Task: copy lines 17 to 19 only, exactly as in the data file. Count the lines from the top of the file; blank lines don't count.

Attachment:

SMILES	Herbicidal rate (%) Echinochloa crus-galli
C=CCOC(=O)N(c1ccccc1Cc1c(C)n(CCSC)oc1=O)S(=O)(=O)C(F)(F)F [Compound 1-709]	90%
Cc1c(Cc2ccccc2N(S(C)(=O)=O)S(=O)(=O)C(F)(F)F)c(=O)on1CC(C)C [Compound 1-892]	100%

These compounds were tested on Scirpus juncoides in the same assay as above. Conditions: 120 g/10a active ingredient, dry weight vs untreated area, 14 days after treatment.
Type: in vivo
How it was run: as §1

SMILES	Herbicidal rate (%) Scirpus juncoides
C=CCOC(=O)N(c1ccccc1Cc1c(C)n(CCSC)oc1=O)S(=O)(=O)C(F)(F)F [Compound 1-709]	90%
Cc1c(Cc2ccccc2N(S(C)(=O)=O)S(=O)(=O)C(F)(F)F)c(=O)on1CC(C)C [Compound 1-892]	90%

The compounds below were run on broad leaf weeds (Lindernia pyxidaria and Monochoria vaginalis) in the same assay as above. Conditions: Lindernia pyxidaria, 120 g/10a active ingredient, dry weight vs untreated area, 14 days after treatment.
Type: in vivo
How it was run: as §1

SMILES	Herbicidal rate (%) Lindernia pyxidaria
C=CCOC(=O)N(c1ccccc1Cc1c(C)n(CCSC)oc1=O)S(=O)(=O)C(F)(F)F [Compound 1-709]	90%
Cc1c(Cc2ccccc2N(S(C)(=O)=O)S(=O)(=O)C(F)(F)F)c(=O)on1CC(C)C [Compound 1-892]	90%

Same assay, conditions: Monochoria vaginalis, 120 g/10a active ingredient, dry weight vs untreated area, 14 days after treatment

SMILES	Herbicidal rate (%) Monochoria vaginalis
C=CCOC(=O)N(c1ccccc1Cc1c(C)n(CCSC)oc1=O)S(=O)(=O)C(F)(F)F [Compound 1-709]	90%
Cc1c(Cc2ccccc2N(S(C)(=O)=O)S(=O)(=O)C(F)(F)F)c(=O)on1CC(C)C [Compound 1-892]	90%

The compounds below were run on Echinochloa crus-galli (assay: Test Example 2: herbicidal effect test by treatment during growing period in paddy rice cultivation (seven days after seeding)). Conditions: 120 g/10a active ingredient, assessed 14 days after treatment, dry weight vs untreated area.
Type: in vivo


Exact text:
SMILES	Herbicidal rate (%) Monochoria vaginalis
C=CCOC(=O)N(c1ccccc1Cc1c(C)n(CCSC)oc1=O)S(=O)(=O)C(F)(F)F [Compound 1-709]	90%
Cc1c(Cc2ccccc2N(S(C)(=O)=O)S(=O)(=O)C(F)(F)F)c(=O)on1CC(C)C [Compound 1-892]	90%